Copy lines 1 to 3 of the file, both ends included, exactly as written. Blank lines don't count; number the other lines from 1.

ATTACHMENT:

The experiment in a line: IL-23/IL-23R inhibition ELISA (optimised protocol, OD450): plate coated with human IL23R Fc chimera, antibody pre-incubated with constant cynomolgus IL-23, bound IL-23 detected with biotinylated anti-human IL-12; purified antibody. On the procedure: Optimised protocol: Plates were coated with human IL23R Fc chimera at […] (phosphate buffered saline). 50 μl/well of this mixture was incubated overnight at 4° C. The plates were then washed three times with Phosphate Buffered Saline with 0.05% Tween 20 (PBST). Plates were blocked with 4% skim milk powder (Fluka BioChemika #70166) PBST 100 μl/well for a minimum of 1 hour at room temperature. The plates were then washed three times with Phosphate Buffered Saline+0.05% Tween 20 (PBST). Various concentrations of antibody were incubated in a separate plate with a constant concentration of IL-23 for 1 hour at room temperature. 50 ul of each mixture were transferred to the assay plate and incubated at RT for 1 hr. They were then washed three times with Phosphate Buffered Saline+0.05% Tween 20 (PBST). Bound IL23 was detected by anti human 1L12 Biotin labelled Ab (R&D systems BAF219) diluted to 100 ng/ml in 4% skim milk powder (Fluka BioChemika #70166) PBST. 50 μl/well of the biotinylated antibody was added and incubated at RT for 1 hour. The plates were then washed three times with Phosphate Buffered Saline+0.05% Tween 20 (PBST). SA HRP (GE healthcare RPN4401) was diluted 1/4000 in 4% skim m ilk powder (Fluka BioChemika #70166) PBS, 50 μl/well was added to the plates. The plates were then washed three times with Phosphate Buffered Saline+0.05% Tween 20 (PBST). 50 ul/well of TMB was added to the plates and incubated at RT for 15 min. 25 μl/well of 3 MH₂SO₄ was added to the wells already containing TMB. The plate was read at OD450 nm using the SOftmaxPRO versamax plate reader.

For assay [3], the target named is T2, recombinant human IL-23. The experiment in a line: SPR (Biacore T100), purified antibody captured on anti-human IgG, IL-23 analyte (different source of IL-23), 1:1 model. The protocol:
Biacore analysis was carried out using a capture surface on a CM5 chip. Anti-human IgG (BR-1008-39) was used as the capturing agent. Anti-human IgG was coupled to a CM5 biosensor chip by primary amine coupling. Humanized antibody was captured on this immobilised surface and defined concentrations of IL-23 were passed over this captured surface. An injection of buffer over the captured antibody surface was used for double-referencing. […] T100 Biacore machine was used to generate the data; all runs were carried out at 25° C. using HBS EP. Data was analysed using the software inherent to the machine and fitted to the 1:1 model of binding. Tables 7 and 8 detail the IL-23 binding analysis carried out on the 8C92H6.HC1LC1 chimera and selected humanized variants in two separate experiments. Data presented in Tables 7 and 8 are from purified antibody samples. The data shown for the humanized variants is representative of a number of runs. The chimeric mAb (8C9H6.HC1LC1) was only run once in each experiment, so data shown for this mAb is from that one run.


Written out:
The experiment in a line: IL-23/IL-23R inhibition ELISA (optimised protocol, OD450): plate coated with human IL23R Fc chimera, antibody pre-incubated with constant cynomolgus IL-23, bound IL-23 detected with biotinylated anti-human IL-12; purified antibody. On the procedure: Optimised protocol: Plates were coated with human IL23R Fc chimera at […] (phosphate buffered saline). 50 μl/well of this mixture was incubated overnight at 4° C. The plates were then washed three times with Phosphate Buffered Saline with 0.05% Tween 20 (PBST). Plates were blocked with 4% skim milk powder (Fluka BioChemika #70166) PBST 100 μl/well for a minimum of 1 hour at room temperature. The plates were then washed three times with Phosphate Buffered Saline+0.05% Tween 20 (PBST). Various concentrations of antibody were incubated in a separate plate with a constant concentration of IL-23 for 1 hour at room temperature. 50 ul of each mixture were transferred to the assay plate and incubated at RT for 1 hr. They were then washed three times with Phosphate Buffered Saline+0.05% Tween 20 (PBST). Bound IL23 was detected by anti human 1L12 Biotin labelled Ab (R&D systems BAF219) diluted to 100 ng/ml in 4% skim milk powder (Fluka BioChemika #70166) PBST. 50 μl/well of the biotinylated antibody was added and incubated at RT for 1 hour. The plates were then washed three times with Phosphate Buffered Saline+0.05% Tween 20 (PBST). SA HRP (GE healthcare RPN4401) was diluted 1/4000 in 4% skim m ilk powder (Fluka BioChemika #70166) PBS, 50 μl/well was added to the plates. The plates were then washed three times with Phosphate Buffered Saline+0.05% Tween 20 (PBST). 50 ul/well of TMB was added to the plates and incubated at RT for 15 min. 25 μl/well of 3 MH₂SO₄ was added to the wells already containing TMB. The plate was read at OD450 nm using the SOftmaxPRO versamax plate reader.

For assay [3], the target named is T2, recombinant human IL-23. The experiment in a line: SPR (Biacore T100), purified antibody captured on anti-human IgG, IL-23 analyte (different source of IL-23), 1:1 model. The protocol:
Biacore analysis was carried out using a capture surface on a CM5 chip. Anti-human IgG (BR-1008-39) was used as the capturing agent. Anti-human IgG was coupled to a CM5 biosensor chip by primary amine coupling. Humanized antibody was captured on this immobilised surface and defined concentrations of IL-23 were passed over this captured surface. An injection of buffer over the captured antibody surface was used for double-referencing. […] T100 Biacore machine was used to generate the data; all runs were carried out at 25° C. using HBS EP. Data was analysed using the software inherent to the machine and fitted to the 1:1 model of binding. Tables 7 and 8 detail the IL-23 binding analysis carried out on the 8C92H6.HC1LC1 chimera and selected humanized variants in two separate experiments. Data presented in Tables 7 and 8 are from purified antibody samples. The data shown for the humanized variants is representative of a number of runs. The chimeric mAb (8C9H6.HC1LC1) was only run once in each experiment, so data shown for this mAb is from that one run.